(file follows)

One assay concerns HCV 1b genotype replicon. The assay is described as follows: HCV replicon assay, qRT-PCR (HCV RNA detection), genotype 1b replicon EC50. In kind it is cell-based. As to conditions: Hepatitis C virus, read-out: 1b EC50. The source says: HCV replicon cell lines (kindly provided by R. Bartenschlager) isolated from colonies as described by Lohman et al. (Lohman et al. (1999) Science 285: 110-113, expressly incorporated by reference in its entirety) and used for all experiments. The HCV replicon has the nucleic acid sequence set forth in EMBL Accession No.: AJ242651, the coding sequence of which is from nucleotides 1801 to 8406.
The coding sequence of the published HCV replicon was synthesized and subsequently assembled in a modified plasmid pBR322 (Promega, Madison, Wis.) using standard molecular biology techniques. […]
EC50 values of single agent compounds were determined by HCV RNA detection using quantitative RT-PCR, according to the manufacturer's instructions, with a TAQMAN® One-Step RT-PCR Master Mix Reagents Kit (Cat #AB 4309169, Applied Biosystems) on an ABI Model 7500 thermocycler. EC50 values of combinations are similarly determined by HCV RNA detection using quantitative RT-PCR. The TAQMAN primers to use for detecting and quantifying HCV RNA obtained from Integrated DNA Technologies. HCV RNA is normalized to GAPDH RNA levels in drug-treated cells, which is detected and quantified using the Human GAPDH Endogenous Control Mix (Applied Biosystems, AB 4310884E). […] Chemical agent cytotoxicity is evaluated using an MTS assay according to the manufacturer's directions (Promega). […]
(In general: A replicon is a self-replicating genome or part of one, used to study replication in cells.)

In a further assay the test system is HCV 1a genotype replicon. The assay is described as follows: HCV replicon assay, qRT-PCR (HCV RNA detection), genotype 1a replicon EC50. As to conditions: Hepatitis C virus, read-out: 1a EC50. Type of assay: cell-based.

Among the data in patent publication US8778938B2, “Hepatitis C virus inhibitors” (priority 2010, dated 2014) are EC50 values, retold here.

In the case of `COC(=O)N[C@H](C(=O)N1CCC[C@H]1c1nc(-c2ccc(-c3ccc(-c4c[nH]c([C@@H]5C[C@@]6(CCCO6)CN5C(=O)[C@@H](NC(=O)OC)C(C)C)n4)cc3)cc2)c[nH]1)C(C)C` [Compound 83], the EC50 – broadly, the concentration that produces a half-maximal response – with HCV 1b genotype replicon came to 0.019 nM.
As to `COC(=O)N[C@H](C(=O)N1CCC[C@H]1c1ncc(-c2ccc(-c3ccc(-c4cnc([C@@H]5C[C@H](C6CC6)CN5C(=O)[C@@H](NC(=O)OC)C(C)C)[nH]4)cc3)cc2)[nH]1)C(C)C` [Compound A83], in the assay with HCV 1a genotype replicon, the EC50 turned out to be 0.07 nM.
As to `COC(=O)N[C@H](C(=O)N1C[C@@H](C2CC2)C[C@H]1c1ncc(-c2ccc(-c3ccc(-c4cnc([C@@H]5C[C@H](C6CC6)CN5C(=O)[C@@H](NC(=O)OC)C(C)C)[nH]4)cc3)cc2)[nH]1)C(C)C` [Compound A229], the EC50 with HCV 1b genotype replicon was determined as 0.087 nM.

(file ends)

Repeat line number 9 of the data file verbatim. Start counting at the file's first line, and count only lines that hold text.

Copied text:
As to `COC(=O)N[C@H](C(=O)N1C[C@@H](C2CC2)C[C@H]1c1ncc(-c2ccc(-c3ccc(-c4cnc([C@@H]5C[C@H](C6CC6)CN5C(=O)[C@@H](NC(=O)OC)C(C)C)[nH]4)cc3)cc2)[nH]1)C(C)C` [Compound A229], the EC50 with HCV 1b genotype replicon was determined as 0.087 nM.